While Tarasova had industry experience, Cohen-Skalli had come up with the initial idea for the business and had done market validation prior to bringing Tarasova on. He also had previous experience as a founder and would be taking on the role of CEO. As they weighed these factors, the two agreed to a split that gave Cohen-Skalli a larger share of the equity, but satisfied Tarasova’s needs. “The conversations you have around equity can be very defining of how your relationship will be together,” says Tarasova.

Take a long-term view

No matter how you divide the equity pie right now, taking a long-term approach is crucial. “Sometimes founders get tied to the idea that ‘I’m so valuable now.’ But are they going to be valuable for the next ten years? Is there an even distribution of value-add and responsibilities you have over the next decade?” says Shruti Gandhi, general partner and founding engineer of Array Ventures.

Also crucial to that long-term view is building in a contingency plan should things not go as expected. “Many founders don’t want to have that awkward conversation I call the founder prenup,” says Beninato. “You have to think of all the disaster scenarios: somebody leaving, somebody dying, somebody getting fired.”

For Chris Wentz, founder of EveryKey, a universal smart key technology company, not having a vesting cliff in place made for a complicated transition when his co-founder left the company six months after they launched. “Vesting is the most important part of the co-founder relationship,” says Wentz. He recommends a four-year vesting schedule with a one-or-two-year cliff. “The cliff helps people stay longer,” Wentz says.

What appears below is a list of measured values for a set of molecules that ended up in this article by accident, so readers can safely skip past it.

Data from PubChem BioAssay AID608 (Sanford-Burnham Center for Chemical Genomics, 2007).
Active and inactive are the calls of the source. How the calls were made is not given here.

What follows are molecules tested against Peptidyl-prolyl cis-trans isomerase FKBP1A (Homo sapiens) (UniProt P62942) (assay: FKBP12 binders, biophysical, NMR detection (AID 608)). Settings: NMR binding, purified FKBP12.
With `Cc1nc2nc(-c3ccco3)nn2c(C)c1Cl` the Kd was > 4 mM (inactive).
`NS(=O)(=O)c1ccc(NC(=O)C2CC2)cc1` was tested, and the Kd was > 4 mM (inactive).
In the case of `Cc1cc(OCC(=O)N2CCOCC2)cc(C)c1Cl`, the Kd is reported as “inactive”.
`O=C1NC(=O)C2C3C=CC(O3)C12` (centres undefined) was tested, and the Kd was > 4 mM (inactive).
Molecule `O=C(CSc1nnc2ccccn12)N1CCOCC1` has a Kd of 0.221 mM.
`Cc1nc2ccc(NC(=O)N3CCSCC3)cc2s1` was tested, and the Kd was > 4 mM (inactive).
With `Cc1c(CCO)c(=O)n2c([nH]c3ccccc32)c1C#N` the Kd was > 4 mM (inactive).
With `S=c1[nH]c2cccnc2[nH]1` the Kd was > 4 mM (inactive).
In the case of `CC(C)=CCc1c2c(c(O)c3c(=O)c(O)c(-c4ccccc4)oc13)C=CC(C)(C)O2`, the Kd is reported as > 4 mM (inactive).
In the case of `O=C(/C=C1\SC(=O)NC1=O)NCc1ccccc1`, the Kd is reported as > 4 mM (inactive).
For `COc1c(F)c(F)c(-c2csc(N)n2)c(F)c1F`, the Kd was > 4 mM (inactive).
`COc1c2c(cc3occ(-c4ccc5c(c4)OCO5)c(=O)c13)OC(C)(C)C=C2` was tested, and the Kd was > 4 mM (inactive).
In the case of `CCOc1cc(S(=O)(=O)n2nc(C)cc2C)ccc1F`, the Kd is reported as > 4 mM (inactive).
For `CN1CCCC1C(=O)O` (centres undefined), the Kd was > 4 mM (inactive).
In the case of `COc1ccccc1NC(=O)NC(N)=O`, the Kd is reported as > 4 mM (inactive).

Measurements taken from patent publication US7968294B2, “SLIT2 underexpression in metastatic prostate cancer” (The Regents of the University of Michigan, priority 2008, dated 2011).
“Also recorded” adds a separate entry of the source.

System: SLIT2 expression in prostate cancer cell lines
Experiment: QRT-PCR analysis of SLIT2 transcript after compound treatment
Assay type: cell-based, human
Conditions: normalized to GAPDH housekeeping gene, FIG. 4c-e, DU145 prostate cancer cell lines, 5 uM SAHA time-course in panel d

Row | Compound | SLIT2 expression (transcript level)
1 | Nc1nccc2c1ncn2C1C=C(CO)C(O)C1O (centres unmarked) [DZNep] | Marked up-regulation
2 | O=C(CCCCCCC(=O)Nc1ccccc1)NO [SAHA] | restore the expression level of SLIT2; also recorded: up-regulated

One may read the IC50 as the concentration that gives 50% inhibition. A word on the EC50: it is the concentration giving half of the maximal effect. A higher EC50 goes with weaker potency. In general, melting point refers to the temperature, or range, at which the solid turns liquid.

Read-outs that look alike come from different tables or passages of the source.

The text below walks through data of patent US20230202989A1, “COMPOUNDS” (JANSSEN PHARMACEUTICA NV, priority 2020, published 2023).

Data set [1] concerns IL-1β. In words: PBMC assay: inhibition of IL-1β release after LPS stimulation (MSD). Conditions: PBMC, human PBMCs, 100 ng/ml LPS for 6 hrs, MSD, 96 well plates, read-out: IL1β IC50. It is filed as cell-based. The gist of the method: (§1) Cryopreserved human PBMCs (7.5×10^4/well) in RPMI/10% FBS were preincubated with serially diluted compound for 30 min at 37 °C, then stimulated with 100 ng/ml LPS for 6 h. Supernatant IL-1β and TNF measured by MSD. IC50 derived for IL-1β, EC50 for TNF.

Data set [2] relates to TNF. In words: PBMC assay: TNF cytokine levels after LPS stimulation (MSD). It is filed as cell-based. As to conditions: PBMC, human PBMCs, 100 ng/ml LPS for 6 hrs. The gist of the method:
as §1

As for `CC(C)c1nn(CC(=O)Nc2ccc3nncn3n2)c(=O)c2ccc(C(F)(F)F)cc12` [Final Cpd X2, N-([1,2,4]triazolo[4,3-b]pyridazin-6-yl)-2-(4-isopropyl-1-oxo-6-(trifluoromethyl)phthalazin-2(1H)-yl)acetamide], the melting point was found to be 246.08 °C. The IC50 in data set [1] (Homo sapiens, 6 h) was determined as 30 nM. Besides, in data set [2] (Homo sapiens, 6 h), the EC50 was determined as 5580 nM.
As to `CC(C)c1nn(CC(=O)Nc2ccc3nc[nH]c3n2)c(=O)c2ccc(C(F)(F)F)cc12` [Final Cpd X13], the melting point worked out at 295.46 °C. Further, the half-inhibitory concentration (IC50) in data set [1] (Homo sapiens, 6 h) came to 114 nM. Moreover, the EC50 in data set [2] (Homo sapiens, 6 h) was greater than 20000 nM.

Keep potential investors in mind

A startup’s cap table can be a significant value indicator for potential investors, says Goldberg. “Investors want to make sure the management team is properly incented. If someone looks at a cap table and the majority of the shares are not with the people running the business, that could be a red flag,” he says. “Is there enough upside for management, particularly if they were brought in?”

While maintaining a sense of vested interest is crucial to keeping all founding members motivated, investors want to have a clear sense of who makes decisions when it comes down to it. “If you have equal equity, it’s sometimes hard to break ties,” says Gandhi. “There has to be someone who calls the shots.”

Don’t avoid the topic

There’s no doubt that conversation around how to divide equity can be difficult. But avoiding it altogether has more harmful consequences. Research by Harvard Business School professor Noam Wasserman revealed that teams that negotiate longer are more likely to settle on an uneven split, having taken the time to engage in serious conversation on the topic.

Those who instead choose to split equity evenly by default rather than having those tough conversations up front, were almost three times more likely to have unhappy founding team members, Wasserman found.

And while founders may think they’ll do better financially if they fight to hold on to more equity, Wasserman’s research shows that’s not necessarily the case. “A founder who gives up more equity to attract co-founders, non-founding hires, and investors builds a more valuable company than one who parts with less equity,” Wasserman wrote. “The founder ends up with a more valuable slice, too.”

Once you’re done with the tough conversations, it’s time to start putting your equity decisions into action. Here are some ways you can start thinking about that: